No waiting around in case one of them gets injured and needs to be replaced.
No sticking close to provide moral support for the teammates he's grown close with.
INF/DH Willy Aybar(notes), whose exclusion from the roster was a much bigger surprise (as the Rays chose OF/DH Rocco Baldelli(notes) and OF Desmond Jennings(notes)), and four left-off pitchers — RHP Andy Sonnanstine(notes), RHP Lance Cormier(notes) and rookies RHP Jeremy Hellickson(notes) and LHP Jake McGee(notes) — all stayed with the team.
But Navarro, who was sent to the minors for two months and played sparingly after his Sept. 1 recall (10 games, five starts), declined, and seemingly brought his tenure with the Rays to a bad ending. He made $2.1 million this season and will be eligible for arbitration again.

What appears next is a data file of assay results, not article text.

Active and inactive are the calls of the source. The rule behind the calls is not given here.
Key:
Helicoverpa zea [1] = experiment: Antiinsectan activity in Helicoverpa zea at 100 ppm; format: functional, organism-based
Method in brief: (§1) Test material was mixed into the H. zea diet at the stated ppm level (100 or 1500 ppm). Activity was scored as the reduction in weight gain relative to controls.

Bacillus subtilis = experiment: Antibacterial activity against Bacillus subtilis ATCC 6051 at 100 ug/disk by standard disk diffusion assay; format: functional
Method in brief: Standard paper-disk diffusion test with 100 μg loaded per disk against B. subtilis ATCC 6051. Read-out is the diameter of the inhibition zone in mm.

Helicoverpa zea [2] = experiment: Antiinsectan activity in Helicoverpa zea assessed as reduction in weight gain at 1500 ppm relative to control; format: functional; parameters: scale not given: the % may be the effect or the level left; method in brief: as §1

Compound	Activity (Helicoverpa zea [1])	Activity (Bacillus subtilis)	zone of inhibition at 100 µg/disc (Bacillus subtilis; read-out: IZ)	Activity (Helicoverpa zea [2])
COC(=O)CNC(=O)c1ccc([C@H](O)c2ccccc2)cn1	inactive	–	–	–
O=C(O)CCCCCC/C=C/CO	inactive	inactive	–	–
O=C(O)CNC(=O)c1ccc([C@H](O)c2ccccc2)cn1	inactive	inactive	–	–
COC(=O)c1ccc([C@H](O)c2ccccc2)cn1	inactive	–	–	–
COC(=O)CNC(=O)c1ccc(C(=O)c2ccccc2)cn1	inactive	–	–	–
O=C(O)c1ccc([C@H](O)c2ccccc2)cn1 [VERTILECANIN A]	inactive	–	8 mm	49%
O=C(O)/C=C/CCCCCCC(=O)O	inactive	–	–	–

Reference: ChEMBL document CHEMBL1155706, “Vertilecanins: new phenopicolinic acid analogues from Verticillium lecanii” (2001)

There's no doubt that the 26-year-old Navarro had to be disappointed. After all, he played in every playoff game during the 2008 World Series run. He likely wanted another shot, but his rapidly declining play since that '08 season didn't deserve it. There was probably some pride involved in his departure.
But even though he had no guaranteed financial tie to the team (like others do), it still doesn't make sense that he wouldn't stick around on the chance he'd get an opportunity to play. It's not like it's a possibility that is out of the question, either. The Rays just pulled Baldelli from the roster and replaced him with Willy Aybar.
I mean, wouldn't even a slight prospect of playing time be enough to keep you around?
And let's say you didn't care about your teammates: Wouldn't you still want to keep up the appearance of a good soldier for any future teams that might want to employ you next season?
For Dioner Navarro, the answer to both questions is "apparently not."
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